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in deciding the setting in which that statement should be responded to: locally, far away or in a specialist institution or school. That is at the heart of the unhappiness with the current situation. Those points about the unhappiness with the core of the statementing process form the opening to this debate. However, I shall not speak for too long.

We made strong recommendations in the report, but we are not the Government; we are a Select Committee. We identified what is at the heart of the problem, but the tone of the Department’s reply was probably the most abrasive and challenging that I have ever read in any response to a Committee report since I have been Chairman. The tone was very strange, as though we were not trying to be helpful. I should have thought that any civil servant or Minister who saw our report would say, “Thank God someone has done this and come up with a whole raft of sensible proposals that can help us to guide decent, serious policy.” But we did not get that response, we got one with a tone that said, “Who the hell do you think you are?”

Like me, Mr. Hancock, you probably feel as strongly as I when someone suggests that you have suggested something that you have not suggested at all. The Department’s reply suggested that we wanted an unelected, unrepresentative new quango that would take over that role, but there is not a word about a quango in our report. We do not want a quango. We want the Government to look at the problem and say, “We are the Executive; this is at the heart of the problem with special educational needs provision in our country, and we must do something about it.” That is why we are angry with the tone of the reply and some of the detail in it.

Some aspects of our report have been ignored, and my colleagues and I have orchestrated something of a division of labour on this matter and will each address different points. We made a number of recommendations in the report, all of which are sensible and were picked up from listening to people out there, which was sometimes difficult. A lot of Select Committees listen to the usual suspects such as pressure groups, interest groups and others who are highly visible, but we made attempts to speak to parents. We engaged in a full hour on “You and Yours”—some of my colleagues are smiling—and we had 800 responses by e-mail, letter and phone from parents who feel passionately about the situation with special educational needs.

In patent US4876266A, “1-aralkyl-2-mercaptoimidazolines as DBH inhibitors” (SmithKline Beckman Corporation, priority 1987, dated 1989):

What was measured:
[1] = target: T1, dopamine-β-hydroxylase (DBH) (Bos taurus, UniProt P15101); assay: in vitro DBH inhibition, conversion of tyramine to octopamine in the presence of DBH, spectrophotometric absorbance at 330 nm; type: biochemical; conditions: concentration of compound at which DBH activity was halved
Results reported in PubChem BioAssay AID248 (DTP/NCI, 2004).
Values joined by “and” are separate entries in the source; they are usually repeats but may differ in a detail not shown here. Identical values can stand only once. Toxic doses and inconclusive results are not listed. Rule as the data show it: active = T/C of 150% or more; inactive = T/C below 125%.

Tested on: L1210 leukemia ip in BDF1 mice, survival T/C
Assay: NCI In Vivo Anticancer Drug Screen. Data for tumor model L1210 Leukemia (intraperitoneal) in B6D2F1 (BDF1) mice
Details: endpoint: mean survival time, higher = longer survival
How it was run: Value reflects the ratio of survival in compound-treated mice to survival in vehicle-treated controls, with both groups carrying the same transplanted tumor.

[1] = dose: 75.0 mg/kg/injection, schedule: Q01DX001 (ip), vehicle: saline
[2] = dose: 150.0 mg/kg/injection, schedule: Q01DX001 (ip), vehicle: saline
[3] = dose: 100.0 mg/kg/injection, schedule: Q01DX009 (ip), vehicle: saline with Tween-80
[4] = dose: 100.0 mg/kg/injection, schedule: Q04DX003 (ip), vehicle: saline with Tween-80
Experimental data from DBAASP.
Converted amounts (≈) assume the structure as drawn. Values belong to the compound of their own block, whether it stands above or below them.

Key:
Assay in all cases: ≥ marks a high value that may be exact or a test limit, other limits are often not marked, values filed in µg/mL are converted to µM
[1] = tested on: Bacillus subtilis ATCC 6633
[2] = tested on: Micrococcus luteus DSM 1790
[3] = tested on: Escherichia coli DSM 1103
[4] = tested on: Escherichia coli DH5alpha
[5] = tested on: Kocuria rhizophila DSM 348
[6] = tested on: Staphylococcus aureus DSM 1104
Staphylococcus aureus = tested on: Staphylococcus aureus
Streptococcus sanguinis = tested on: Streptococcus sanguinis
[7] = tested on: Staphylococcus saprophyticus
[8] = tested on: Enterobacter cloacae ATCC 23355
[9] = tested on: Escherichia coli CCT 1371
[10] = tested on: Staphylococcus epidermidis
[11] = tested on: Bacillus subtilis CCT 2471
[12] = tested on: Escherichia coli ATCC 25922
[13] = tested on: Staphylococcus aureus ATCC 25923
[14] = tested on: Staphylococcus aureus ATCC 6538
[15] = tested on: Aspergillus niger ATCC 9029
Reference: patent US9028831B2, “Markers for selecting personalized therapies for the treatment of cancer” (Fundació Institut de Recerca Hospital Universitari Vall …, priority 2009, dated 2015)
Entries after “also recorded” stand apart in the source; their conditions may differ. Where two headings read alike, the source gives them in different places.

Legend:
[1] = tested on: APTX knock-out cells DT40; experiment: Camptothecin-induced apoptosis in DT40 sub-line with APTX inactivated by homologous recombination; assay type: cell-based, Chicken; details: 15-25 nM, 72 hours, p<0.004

We also went to places such as Darlington education village: a brilliant prototype, where there is a purpose-built special school at the heart of a new campus which also has an infant school, junior school and comprehensive school. On that campus, children with special needs can join in everything possible, whether that be assembly, swimming or music—whatever is appropriate—and return to the special needs environment when necessary. When we visited the village, we had a special hour with parents to talk about how they felt. However, I do not want to delve into too much detail yet, so I shall conclude.

It has also been said that the Committee called for a new general inquiry—to open the whole Pandora’s box and start again from scratch. Anyone who reads our report will know that that is not the truth. We did not call for that, and we do not want it. Indeed, if only the
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Government would listen, we could go back to something along the lines of what we had from Baroness Ashton of Upholland three years ago, with “Removing the Barriers to Achievement”, which is not about tearing everything up and starting again. There is a lot of good stuff in special educational needs provision today, but some aspects are really letting down the people who need our help.

The Secretary of State recently told several audiences, including the Labour party conference in Manchester, that our education system must be judged on the quality of provision that we give to the most vulnerable. He emphasised that how looked-after children are treated is a litmus test as to whether we as a society care about children. That also applies to children with special educational needs and whether we look after them and provide the right setting for their education. We must bury the hatchet about whether inclusion or education in a special setting is best, and go back to considering the child and the five pieces of guidance in “Every Child Matters”. Those five points are there, we do not have to invent them, but we want them to be applied to children with special educational needs. That is one of the recommendations in our report, and if we get that, we in the Select Committee will be very happy people.